Honey, He’s Homeless: Richard Gere Living on the Streets of New YorkIFC Films
The first time you see Richard Gere in Time Out of Mind, he’s babbling to himself, in a bathtub, lost in a seemingly abandoned apartment that a contractor (Steve Buscemi) has to kick him out of. His face has a lot of bloody knocks and his white hair is short, like someone cut it with kiddie scissors for lice. He’s rambling about someone named Sheila. He buys a bodega beer and chugs it from a brown paper bag. “Aaah,” he says after a sip of this cheap, watery nectar.
Gere is George Hammond, and it takes only a minute to see that George is homeless, and only a few more to realize that the movie’s formal strategy for expressing compassion and dismay is photographing him from anonymous distances and through the windows of restaurants, subways, and doors. It’s a moralistic gimmick: George is visible but also unseen, unnoticed, and uncared for. But it works. Confronted by this device with a sea of overcoats, an audience is forced to locate the one wearing George.
The writer and director, Oren Moverman, makes homelessness harshly immersive. George wanders around Brooklyn and Manhattan, haunting an estranged daughter (Jena Malone) at the bar where she works, trying to apply for Social Security despite having no ID, sleeping in shelters, mistaking a shopping-cart lady (Kyra Sedgwick) for “Sheila,” telling his logorrheic sidekick (Ben Vereen) of a few days and nights to shut up, please. I like that Moverman has thought cinematically about the presentation of the indigent and mentally ill in a large city: as ghosts and gnats and malnourished creatures. It’s a life that necessarily comes across as untenable and, even without knowing the details of everybody’s circumstances, unfair. And this, I would say, is far from the worst-case scenario. George’s greatest vice appears to be beer. There are times, in his coat and slacks and sweater, that he just looks like the disheveled attorneys running around this city. Vereen’s character, Dixon, has been out there too long to keep up appearances. He seems homeless.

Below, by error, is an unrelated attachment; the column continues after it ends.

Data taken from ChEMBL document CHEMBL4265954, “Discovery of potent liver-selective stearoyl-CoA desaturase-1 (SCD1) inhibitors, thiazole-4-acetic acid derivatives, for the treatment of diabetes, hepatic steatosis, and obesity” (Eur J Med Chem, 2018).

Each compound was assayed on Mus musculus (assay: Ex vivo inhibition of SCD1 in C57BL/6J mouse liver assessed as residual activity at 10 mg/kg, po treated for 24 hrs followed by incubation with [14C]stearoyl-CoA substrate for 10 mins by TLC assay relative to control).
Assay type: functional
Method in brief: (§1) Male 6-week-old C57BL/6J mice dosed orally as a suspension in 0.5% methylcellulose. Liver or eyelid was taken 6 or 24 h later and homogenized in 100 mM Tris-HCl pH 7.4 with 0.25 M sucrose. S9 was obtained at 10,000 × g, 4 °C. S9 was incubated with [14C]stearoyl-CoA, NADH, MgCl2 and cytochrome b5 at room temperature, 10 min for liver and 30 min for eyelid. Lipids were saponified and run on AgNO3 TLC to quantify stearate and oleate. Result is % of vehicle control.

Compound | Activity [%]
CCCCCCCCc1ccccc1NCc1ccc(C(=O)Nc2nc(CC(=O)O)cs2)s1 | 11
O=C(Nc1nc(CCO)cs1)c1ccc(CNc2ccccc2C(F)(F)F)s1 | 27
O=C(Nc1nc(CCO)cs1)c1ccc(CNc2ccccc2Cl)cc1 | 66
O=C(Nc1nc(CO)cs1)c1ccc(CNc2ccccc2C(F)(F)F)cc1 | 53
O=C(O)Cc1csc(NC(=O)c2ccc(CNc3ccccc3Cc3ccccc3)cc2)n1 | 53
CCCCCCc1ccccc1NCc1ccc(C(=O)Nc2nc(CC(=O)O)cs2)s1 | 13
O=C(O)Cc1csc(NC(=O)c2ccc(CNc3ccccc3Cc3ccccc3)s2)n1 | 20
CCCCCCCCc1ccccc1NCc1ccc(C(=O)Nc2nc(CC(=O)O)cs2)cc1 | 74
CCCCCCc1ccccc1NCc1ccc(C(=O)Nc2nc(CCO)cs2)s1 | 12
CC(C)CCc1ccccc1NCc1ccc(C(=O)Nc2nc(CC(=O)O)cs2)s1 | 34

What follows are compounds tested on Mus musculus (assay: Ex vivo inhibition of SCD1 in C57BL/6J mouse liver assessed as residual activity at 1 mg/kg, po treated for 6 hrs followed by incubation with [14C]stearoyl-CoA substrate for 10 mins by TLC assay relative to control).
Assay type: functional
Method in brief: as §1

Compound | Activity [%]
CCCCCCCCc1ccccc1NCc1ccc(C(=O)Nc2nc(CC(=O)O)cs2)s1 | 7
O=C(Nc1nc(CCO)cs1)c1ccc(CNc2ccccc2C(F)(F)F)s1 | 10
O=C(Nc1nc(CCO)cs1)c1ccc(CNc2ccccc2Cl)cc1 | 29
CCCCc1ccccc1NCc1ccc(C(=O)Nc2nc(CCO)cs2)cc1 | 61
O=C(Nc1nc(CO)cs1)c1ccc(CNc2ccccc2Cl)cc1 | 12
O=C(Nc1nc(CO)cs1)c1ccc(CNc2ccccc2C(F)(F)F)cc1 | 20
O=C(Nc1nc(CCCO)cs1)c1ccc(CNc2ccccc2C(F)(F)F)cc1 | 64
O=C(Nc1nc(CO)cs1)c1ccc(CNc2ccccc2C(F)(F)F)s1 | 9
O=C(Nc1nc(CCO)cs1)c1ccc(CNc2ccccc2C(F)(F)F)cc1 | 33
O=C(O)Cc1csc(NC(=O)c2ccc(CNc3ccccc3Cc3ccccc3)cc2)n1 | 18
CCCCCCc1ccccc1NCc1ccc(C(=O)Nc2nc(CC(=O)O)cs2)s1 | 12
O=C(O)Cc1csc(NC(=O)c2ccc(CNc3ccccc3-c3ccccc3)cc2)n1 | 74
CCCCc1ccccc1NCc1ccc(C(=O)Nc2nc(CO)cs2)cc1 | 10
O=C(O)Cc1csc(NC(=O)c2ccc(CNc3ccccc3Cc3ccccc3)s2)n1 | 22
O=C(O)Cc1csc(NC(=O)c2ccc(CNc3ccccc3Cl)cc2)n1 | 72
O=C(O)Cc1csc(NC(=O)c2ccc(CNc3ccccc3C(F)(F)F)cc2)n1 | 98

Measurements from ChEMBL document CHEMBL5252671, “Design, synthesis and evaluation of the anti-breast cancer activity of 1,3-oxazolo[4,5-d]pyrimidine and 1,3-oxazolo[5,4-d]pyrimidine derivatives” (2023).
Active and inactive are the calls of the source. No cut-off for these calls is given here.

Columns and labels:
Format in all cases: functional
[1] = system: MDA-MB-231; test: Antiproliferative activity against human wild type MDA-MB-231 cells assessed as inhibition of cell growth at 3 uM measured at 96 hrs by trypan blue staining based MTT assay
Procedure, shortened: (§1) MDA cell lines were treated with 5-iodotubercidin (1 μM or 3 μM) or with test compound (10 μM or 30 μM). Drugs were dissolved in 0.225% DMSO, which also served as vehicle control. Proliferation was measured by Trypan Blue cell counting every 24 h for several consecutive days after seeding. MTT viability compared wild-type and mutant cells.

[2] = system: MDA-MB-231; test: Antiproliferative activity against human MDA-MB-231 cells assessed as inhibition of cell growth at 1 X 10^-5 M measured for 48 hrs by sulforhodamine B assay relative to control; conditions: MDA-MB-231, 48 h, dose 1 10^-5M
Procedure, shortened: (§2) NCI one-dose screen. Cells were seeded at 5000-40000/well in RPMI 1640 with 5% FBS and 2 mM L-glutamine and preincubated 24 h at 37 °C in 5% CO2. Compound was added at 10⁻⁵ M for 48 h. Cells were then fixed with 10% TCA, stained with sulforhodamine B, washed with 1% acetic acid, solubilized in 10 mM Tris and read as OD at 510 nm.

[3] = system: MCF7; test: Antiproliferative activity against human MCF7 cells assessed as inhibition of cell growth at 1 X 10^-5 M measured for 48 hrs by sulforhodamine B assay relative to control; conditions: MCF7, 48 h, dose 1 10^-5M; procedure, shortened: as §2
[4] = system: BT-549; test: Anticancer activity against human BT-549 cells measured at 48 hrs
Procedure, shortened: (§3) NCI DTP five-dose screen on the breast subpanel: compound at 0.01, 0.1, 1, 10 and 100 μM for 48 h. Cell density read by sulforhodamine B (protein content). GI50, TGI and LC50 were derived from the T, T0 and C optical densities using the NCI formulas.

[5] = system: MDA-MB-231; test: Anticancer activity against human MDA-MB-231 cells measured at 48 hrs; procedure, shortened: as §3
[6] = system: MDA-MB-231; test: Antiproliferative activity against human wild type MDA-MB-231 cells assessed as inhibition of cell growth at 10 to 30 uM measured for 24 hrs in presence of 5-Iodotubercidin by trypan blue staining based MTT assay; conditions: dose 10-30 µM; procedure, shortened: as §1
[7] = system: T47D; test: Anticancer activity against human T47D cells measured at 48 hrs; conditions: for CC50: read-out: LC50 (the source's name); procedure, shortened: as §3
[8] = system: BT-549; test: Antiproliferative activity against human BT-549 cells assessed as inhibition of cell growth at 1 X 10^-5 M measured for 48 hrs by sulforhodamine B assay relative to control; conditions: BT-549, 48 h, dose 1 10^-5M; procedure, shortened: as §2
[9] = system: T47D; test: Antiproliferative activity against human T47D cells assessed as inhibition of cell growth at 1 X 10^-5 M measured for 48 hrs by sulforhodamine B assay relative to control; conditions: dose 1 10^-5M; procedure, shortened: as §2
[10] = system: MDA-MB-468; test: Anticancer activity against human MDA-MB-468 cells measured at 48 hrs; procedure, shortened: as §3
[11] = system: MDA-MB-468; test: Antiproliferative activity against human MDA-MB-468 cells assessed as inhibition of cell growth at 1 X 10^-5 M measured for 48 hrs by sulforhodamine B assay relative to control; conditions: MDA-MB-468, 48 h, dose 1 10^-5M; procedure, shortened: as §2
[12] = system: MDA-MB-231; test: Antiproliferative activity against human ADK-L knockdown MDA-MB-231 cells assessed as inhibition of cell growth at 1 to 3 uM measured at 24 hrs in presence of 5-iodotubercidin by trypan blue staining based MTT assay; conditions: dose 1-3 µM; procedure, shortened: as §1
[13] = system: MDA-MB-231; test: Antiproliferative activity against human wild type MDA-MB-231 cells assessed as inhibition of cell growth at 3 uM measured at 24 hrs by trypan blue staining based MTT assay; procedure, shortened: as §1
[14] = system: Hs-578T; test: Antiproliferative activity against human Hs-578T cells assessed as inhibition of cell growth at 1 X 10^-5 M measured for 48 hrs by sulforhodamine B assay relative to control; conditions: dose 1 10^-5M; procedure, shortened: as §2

There’s no great mystery to this movie; you just want to know how George wound up this bad off. At some point he explains to Dixon what happened. But there are many unanswered follow-up questions. And maybe they don’t matter when George is peeing on sidewalks and eating out of street-corner trash cans. You can see Gere thinking his way through these scenarios, but he’s never been the sort of actor who can give you complex inner life. You can get chilliness. You can get heat — arrogance, love, and anger, too. But not existentialism, not pensiveness. As a star, he’s come to embody different iterations of American male power — sexual, financial, myth-making. And now here he is with none. The movie doesn’t push him as far as he could probably go, but maybe this particular life on these particular streets represents a kind of limit. There’s no drama in that, just a lot of generic details.
To that end, this is a work of generic advocacy. That’s not bad. Moverman used to be a news reporter. As a filmmaker, he provides observational atmosphere. The camera watches Gere sit and think, and drift down a sidewalk or up the shelter stairwell — sometimes you see him from inside the apartment building across the street, where you can hear whatever activity is happening in that space. This is a heightened realism that approximates what directors like Luc and Jean-Pierre Dardenne, Laurent Cantet, and Lodge Kerrigan have managed in telling the stories of fallen citizens: Look but don’t touch. But their watchful elegance isn’t Moverman’s strength. You can sense two hands guiding the proceedings, you can hear them typing up an editorial.
This is the third film Moverman has directed. The previous two were 2009’s The Messenger, with Ben Foster and Woody Harrelson both devastatingly good as damaged soldiers who deliver death notices, and 2011’s Rampart, with Harrelson as a bad cop, trying to end all future depictions of law-enforcement psychos. The gentleness here feels studied, but it seems like Moverman might be better off as a director who likes to gamble on emotional and actorly excess. The opening scenes of The Messenger, in which Foster and Harrelson stand by as families grieve and rage, do something powerful with that excess. Here the risk appears to be putting someone as famous as Gere alone on the streets. That might also explain the distance-filming. But every once in a while the empathy of the risk, of the searing op-ed, comes through. If we won’t notice and help a homeless Richard Gere, then who will we help?